As more large estates make the decision to build their own control rooms on site, the question of who they should employ to operate these centres often raises concerns. Since the control room is a security function, or at least a large part of it is focused on security, some opt for the same people who may be patrolling their estate or managing their gates.
When talking to control room experts, their opinion is that you need a totally different person working as an operator. Hi-Tech Security Solutions decided to ask two experts (actually three but two of them worked together) for their opinions on how to select the best operators. To start with, we asked them what skills or aptitude operators require. (While we refer to operators, two of our interviewees refer to them as controllers. And while we refer to control rooms, others may use control centres or even contact centres. We use these words interchangeably.)
Andy Lawler, MD of Sentinel Risk Management and Gary Swart, director of Rhyco Risk Projects joined forces for this topic. They say that, due to the urgency and nature of estate security control rooms, as in all security control rooms, constant concentration on surveillance functions places very unique demands on controllers. Controllers are expected to perform effectively on a sustained basis for the duration of a shift, which could last anything from eight to 12 hours.
“One has to understand that there is no single ideal personality profile for an estate security controller; however, we can logically ascertain certain key characteristics and personality traits which could be linked to an ideal candidate, which could in turn produce successful performance,” say Lawler and Swart. “Candidates should, ideally, be selected and tested before employment against measurable and auditable criteria.”
The main criteria for employment as a security officer, whether on foot patrol or as a control room controller is trust. The candidate needs to be evaluated on the following: firstly, his/her past criminal history, connections to persons within organised crime circles and the evaluator’s gut impression as to the candidate’s discretion and trustworthiness.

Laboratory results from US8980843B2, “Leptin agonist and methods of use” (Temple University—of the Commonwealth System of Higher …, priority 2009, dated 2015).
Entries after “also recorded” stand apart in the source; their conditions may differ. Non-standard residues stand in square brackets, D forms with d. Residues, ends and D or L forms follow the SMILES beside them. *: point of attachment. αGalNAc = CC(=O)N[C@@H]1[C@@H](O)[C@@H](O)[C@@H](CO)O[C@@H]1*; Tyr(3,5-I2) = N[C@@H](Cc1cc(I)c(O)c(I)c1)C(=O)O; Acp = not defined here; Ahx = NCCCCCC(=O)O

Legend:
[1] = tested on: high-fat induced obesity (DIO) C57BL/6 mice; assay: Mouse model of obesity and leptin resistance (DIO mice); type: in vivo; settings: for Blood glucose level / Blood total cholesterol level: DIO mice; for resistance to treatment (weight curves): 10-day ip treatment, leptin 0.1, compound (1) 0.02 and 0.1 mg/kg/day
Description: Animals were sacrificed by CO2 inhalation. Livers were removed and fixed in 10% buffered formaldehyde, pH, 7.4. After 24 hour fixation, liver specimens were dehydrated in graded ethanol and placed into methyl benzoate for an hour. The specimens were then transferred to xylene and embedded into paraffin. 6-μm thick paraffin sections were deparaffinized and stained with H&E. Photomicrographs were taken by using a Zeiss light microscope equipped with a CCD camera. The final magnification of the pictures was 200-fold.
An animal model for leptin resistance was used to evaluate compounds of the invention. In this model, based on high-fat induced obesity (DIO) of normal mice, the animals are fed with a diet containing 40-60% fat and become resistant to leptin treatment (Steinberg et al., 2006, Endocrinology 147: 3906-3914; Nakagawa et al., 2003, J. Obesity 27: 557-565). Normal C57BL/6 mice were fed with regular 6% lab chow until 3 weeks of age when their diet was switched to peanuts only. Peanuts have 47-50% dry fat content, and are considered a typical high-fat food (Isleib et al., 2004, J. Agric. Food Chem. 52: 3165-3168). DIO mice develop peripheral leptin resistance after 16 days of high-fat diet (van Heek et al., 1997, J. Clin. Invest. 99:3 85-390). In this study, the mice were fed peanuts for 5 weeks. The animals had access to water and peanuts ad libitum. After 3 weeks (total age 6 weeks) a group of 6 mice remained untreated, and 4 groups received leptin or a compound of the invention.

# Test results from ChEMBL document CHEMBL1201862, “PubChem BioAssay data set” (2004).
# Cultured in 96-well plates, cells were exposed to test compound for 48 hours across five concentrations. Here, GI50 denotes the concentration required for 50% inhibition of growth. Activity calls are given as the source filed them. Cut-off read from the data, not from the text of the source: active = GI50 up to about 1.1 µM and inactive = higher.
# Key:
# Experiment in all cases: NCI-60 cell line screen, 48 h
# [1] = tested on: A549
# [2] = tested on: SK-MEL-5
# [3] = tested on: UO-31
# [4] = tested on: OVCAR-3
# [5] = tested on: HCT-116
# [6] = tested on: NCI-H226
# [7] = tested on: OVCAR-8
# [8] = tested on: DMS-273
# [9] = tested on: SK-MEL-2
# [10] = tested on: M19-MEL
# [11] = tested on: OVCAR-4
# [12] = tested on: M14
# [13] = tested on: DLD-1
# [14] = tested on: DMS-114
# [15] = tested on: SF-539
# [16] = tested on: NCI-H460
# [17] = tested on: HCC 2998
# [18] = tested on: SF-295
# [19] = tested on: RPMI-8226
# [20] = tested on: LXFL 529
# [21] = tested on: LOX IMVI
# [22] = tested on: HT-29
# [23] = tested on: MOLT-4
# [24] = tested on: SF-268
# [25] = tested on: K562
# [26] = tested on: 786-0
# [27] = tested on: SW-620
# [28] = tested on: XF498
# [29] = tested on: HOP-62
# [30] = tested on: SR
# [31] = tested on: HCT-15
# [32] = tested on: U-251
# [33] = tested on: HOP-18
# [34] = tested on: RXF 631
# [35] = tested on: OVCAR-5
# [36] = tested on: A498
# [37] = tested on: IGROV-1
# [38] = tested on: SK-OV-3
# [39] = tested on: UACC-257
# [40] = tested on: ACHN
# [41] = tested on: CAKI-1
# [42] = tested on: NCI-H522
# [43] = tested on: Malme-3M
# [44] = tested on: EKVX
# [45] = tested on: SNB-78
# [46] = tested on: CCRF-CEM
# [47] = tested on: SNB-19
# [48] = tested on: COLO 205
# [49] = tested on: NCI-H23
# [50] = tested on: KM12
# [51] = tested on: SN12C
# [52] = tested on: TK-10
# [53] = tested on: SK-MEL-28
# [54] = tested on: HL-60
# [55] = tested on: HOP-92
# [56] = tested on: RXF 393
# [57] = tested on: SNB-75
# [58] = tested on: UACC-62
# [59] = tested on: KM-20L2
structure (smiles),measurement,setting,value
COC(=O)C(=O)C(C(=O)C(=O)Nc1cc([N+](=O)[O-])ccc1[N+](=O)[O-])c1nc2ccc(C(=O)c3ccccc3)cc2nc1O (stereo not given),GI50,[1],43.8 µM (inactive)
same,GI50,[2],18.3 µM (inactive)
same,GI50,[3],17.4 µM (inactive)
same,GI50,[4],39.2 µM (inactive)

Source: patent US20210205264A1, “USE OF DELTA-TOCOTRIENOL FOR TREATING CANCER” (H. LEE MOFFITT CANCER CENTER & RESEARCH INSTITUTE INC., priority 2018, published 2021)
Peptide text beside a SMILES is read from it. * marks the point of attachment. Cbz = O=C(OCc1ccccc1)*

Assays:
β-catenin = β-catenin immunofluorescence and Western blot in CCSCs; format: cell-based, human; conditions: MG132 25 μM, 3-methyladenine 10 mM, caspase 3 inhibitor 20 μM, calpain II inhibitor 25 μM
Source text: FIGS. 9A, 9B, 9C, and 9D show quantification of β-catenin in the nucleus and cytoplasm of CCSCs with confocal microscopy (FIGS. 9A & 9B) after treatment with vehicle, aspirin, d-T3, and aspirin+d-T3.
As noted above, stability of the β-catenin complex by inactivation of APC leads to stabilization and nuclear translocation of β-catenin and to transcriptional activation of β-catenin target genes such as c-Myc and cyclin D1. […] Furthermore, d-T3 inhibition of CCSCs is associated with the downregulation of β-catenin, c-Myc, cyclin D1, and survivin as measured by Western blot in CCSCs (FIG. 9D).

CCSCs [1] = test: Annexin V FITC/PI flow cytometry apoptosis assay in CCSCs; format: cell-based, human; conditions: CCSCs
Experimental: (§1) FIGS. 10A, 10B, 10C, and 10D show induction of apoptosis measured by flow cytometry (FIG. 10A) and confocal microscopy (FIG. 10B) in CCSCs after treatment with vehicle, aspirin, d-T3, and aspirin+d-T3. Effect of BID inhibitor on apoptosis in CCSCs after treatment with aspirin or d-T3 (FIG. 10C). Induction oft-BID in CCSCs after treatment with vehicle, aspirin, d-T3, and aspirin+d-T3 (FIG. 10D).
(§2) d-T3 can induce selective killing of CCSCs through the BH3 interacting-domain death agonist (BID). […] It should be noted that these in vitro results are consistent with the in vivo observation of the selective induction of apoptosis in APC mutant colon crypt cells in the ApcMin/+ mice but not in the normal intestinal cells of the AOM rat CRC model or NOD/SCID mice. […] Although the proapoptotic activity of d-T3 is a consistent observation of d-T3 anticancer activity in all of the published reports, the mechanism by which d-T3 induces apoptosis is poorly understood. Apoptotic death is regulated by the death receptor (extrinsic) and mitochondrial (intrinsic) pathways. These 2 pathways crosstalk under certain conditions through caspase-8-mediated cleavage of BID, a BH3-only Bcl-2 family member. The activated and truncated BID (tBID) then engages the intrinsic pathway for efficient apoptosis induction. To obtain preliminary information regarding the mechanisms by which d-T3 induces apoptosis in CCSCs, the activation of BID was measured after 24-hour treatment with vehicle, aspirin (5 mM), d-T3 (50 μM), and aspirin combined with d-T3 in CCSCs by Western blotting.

Looking at the ideal candidate, one can divide his/her characteristics in two distinctly separate categories, namely, general characteristics and finer vocational characteristics.
Under general characteristics, emotional stability and the ability to remain composed in urgent circumstances are two of the most important tools in the arsenal of the ideal security control room controller, Lawler and Swart say. Add to that, the controller’s tolerance for routine and his ability to persevere in what could potentially be a long and boring shift. His ability to be conscientious and take his responsibilities seriously, while functioning in a structured environment where responsibilities are vitally clear and deviations from standards and procedures are not tolerated, is a deal-breaker for long-term success.
Furthermore, the controller’s ability to adapt to, and uphold the social dynamics within the small confined area of the typical control room would also be a key indicator of the ideal candidate. To elaborate on this, look at his respect towards his fellow controllers in terms of his hygiene and general behaviour. For example, the controller who neglects to shower, use deodorant regularly, or use a breath-mint after smoking could cause discomfort amongst his fellow controllers. In terms of behaviour, non-stop idle chatter, constant sniffing or grunting and hand/foot tapping could adversely affect the vigilance of his fellow controllers.
It is obvious, the person who is highly energetic and outgoing, with the need for continual social interaction, would find the control room environment highly frustrating. So too, would those controllers seeking continual excitement and action. It is for this reason that one of the most important questions to be asked when interviewing a control room candidate would be regarding his/her long-term plans for their future.
Lawler and Swart continue that the vocational characteristics ideally portrayed by controllers include situational and special awareness, vigilance, his/her ability to recognise criminal activity and mind-sets, his/her ability to analyse situations and make correct decisions in terms of direct corrective action. Furthermore, he/she needs to be able to make use of the control room security equipment in order to monitor, control, detect, recognise and identify security risks.
Thus, the controller’s ability to use and adapt to security technology is very important. For this, you do not need years of experience or a professional body grading, merely an aptitude. (Not that experience and registration would not be an advantage, they definitely are.)
The ideal controller would also have the ability to communicate effectively on all levels as well as over all types of communication media available and he/she should have a firm grasp of the business language used in the business and wider community in which he/she serves.
Andre Eckard, GM ORS Training Academy, adds that profiling skills should also be taught. “I am of the opinion that all controllers at different sites should receive the same basic training, but localised, specific training is essential to differentiate between sites. The potential candidate must have at least a grade 12 qualification with knowledge of computers and be administratively strong.”
He says the following skills are important:
• Good communicator.
• Writing skills.
• Problem solving.
• Good listener.
• Monitoring and analysing skills.
Location specific or general skills